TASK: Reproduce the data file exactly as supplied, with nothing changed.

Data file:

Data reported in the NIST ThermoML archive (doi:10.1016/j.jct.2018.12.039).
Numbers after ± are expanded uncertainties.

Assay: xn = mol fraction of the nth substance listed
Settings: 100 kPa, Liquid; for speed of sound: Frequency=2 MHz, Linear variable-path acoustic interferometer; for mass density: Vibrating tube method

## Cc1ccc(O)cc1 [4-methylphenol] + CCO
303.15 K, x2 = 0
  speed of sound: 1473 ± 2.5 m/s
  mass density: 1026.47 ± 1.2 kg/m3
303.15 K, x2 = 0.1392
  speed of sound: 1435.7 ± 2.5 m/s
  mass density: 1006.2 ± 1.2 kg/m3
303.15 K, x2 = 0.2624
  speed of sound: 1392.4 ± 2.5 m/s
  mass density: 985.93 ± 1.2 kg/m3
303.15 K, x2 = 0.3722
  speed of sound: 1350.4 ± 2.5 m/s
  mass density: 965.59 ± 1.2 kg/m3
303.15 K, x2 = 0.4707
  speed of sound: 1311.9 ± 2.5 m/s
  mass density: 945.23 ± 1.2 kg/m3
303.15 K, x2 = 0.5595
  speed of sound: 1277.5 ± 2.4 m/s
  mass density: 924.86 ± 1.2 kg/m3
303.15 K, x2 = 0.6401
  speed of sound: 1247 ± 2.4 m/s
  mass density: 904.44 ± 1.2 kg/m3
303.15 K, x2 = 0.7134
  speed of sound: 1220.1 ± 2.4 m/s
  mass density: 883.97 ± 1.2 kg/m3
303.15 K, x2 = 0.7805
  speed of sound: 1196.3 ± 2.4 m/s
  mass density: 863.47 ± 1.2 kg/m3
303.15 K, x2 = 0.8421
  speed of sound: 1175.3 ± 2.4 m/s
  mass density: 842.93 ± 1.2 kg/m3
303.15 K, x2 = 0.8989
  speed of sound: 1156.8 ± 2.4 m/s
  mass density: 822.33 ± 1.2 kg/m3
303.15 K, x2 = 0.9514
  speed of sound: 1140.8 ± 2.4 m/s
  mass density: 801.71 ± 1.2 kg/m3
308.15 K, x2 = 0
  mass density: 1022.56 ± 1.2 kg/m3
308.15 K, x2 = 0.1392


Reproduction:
Data reported in the NIST ThermoML archive (doi:10.1016/j.jct.2018.12.039).
Numbers after ± are expanded uncertainties.

Assay: xn = mol fraction of the nth substance listed
Settings: 100 kPa, Liquid; for speed of sound: Frequency=2 MHz, Linear variable-path acoustic interferometer; for mass density: Vibrating tube method

## Cc1ccc(O)cc1 [4-methylphenol] + CCO
303.15 K, x2 = 0
  speed of sound: 1473 ± 2.5 m/s
  mass density: 1026.47 ± 1.2 kg/m3
303.15 K, x2 = 0.1392
  speed of sound: 1435.7 ± 2.5 m/s
  mass density: 1006.2 ± 1.2 kg/m3
303.15 K, x2 = 0.2624
  speed of sound: 1392.4 ± 2.5 m/s
  mass density: 985.93 ± 1.2 kg/m3
303.15 K, x2 = 0.3722
  speed of sound: 1350.4 ± 2.5 m/s
  mass density: 965.59 ± 1.2 kg/m3
303.15 K, x2 = 0.4707
  speed of sound: 1311.9 ± 2.5 m/s
  mass density: 945.23 ± 1.2 kg/m3
303.15 K, x2 = 0.5595
  speed of sound: 1277.5 ± 2.4 m/s
  mass density: 924.86 ± 1.2 kg/m3
303.15 K, x2 = 0.6401
  speed of sound: 1247 ± 2.4 m/s
  mass density: 904.44 ± 1.2 kg/m3
303.15 K, x2 = 0.7134
  speed of sound: 1220.1 ± 2.4 m/s
  mass density: 883.97 ± 1.2 kg/m3
303.15 K, x2 = 0.7805
  speed of sound: 1196.3 ± 2.4 m/s
  mass density: 863.47 ± 1.2 kg/m3
303.15 K, x2 = 0.8421
  speed of sound: 1175.3 ± 2.4 m/s
  mass density: 842.93 ± 1.2 kg/m3
303.15 K, x2 = 0.8989
  speed of sound: 1156.8 ± 2.4 m/s
  mass density: 822.33 ± 1.2 kg/m3
303.15 K, x2 = 0.9514
  speed of sound: 1140.8 ± 2.4 m/s
  mass density: 801.71 ± 1.2 kg/m3
308.15 K, x2 = 0
  mass density: 1022.56 ± 1.2 kg/m3
308.15 K, x2 = 0.1392